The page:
Between 1930 and 1945, Europe was as a game of chess between the two great dictators Stalin and Hitler in which Stalin – formerly the better strategist – won.
Let us not forget that the Kremlin initially supported National-Socialist Germany. It was under orders from Moscow that the combined efforts of Fascist and Communist organisations led to the fall of the Weimar Republic, to the signing of the Molotov-Ribbentrop Pact and, until 1941, to the supply of extensive material support for Hitler’s military projects. After these efforts, a weakened Eastern Europe came under Stalin’s control. Then, with the terrible losses suffered by the Russian people, the German military machine – as if by the wave of a magic wand – turned against Stalin and the Communist leadership finally took notice.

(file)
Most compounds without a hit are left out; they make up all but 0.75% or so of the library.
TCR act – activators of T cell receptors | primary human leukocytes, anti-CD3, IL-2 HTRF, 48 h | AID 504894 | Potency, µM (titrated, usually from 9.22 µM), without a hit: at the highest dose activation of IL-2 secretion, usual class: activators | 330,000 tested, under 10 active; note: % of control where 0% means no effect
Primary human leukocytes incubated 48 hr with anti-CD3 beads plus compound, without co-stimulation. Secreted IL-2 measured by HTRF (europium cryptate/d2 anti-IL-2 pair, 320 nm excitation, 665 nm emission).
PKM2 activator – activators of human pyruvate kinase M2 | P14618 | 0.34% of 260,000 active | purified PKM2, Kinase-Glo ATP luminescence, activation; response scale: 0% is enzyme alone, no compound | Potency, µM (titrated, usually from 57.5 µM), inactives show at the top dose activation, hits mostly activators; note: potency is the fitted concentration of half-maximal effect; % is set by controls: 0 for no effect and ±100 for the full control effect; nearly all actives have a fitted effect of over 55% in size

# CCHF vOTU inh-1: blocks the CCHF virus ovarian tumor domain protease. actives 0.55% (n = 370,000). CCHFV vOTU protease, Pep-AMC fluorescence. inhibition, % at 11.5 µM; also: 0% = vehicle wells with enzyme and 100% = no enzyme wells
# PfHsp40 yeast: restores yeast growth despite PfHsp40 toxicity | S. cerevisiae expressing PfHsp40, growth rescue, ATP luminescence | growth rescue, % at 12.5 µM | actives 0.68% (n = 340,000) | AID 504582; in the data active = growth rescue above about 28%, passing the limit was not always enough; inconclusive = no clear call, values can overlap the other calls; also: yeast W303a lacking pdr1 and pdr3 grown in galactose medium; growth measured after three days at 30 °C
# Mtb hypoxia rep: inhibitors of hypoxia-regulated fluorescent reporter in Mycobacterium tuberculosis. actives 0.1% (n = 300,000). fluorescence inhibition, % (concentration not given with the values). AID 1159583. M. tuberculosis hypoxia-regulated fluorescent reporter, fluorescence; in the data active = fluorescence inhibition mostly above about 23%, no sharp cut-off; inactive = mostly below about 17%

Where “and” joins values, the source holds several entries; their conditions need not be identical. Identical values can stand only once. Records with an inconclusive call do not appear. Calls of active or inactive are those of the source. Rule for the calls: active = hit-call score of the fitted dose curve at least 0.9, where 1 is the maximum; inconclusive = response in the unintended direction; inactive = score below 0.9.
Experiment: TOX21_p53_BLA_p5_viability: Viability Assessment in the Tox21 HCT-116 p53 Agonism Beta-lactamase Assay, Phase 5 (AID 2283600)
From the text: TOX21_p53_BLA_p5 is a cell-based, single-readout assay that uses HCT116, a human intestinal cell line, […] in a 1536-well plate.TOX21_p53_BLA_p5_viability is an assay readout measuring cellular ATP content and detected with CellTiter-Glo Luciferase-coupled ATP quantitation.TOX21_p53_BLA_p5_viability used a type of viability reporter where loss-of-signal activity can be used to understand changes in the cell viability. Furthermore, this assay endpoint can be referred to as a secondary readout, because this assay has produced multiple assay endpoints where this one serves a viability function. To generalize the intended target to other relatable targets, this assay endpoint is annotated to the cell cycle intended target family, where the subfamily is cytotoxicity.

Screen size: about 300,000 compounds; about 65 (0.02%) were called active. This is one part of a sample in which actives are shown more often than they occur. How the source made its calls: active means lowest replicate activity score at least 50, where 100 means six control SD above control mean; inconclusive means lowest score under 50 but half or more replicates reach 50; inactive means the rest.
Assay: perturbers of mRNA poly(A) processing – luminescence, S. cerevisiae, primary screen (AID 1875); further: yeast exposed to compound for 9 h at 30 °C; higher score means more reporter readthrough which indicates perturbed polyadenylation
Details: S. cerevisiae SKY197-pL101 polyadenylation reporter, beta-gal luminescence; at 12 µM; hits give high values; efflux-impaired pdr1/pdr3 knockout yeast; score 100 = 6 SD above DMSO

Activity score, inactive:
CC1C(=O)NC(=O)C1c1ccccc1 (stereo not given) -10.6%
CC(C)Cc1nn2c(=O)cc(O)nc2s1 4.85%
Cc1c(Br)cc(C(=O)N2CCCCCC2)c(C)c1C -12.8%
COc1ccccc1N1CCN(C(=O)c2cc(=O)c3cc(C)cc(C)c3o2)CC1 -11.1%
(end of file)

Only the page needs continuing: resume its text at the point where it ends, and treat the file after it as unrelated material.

The Republic of Estonia in 1931 was a most usual European country, especially proud of its hard-won independence and eager to keep away from the impending European military threat. Confrontation and ambition were alien concepts to its leadership, which, in the end, came to be the reason for the period of great loss suffered by this small country during the war.